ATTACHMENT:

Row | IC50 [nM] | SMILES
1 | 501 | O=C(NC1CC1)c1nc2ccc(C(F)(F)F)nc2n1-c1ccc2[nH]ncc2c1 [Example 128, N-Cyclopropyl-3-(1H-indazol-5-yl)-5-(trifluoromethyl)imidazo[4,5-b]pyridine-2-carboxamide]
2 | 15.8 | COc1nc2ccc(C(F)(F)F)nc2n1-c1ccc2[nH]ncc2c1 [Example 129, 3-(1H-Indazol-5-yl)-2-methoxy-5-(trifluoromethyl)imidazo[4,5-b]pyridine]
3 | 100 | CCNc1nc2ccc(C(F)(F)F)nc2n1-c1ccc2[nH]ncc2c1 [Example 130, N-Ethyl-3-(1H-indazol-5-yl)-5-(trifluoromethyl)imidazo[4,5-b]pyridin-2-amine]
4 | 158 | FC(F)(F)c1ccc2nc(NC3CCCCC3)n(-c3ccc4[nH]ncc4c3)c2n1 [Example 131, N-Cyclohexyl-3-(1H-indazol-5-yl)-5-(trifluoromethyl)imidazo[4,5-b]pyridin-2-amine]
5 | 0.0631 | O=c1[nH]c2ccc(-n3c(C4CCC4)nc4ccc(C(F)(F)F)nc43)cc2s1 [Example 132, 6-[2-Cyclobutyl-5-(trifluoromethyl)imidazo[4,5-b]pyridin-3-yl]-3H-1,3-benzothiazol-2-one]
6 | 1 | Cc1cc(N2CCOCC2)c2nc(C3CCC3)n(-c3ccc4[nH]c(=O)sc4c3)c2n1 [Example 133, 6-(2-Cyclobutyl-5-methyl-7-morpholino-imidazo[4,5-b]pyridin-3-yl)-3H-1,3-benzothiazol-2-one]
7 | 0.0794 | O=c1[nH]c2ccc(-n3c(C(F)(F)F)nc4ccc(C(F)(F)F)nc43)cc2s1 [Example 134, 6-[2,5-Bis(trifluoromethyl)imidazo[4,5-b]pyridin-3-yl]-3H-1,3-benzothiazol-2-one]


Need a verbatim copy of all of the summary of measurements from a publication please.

Row | IC50 [nM] | SMILES
1 | 501 | O=C(NC1CC1)c1nc2ccc(C(F)(F)F)nc2n1-c1ccc2[nH]ncc2c1 [Example 128, N-Cyclopropyl-3-(1H-indazol-5-yl)-5-(trifluoromethyl)imidazo[4,5-b]pyridine-2-carboxamide]
2 | 15.8 | COc1nc2ccc(C(F)(F)F)nc2n1-c1ccc2[nH]ncc2c1 [Example 129, 3-(1H-Indazol-5-yl)-2-methoxy-5-(trifluoromethyl)imidazo[4,5-b]pyridine]
3 | 100 | CCNc1nc2ccc(C(F)(F)F)nc2n1-c1ccc2[nH]ncc2c1 [Example 130, N-Ethyl-3-(1H-indazol-5-yl)-5-(trifluoromethyl)imidazo[4,5-b]pyridin-2-amine]
4 | 158 | FC(F)(F)c1ccc2nc(NC3CCCCC3)n(-c3ccc4[nH]ncc4c3)c2n1 [Example 131, N-Cyclohexyl-3-(1H-indazol-5-yl)-5-(trifluoromethyl)imidazo[4,5-b]pyridin-2-amine]
5 | 0.0631 | O=c1[nH]c2ccc(-n3c(C4CCC4)nc4ccc(C(F)(F)F)nc43)cc2s1 [Example 132, 6-[2-Cyclobutyl-5-(trifluoromethyl)imidazo[4,5-b]pyridin-3-yl]-3H-1,3-benzothiazol-2-one]
6 | 1 | Cc1cc(N2CCOCC2)c2nc(C3CCC3)n(-c3ccc4[nH]c(=O)sc4c3)c2n1 [Example 133, 6-(2-Cyclobutyl-5-methyl-7-morpholino-imidazo[4,5-b]pyridin-3-yl)-3H-1,3-benzothiazol-2-one]
7 | 0.0794 | O=c1[nH]c2ccc(-n3c(C(F)(F)F)nc4ccc(C(F)(F)F)nc43)cc2s1 [Example 134, 6-[2,5-Bis(trifluoromethyl)imidazo[4,5-b]pyridin-3-yl]-3H-1,3-benzothiazol-2-one]